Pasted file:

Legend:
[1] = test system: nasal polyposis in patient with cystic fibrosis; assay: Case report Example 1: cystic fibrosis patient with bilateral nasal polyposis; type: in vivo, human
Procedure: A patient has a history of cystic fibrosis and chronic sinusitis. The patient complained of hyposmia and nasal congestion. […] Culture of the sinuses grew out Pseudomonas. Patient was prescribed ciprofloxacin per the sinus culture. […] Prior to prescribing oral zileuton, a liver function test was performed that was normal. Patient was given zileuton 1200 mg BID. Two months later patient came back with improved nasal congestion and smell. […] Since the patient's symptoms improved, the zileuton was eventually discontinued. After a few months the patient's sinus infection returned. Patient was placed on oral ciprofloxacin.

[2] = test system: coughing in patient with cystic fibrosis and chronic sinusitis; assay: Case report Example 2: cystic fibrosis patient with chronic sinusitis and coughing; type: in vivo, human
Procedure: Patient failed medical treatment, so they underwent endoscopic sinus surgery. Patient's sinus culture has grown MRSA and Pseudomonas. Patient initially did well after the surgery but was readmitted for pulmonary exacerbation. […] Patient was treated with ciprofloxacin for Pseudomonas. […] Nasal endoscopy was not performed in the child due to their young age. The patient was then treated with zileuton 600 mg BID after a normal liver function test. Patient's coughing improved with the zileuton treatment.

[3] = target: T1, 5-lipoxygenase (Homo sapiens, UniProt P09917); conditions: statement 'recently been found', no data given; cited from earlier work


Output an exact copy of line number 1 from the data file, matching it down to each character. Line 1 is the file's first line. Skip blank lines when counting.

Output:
Legend: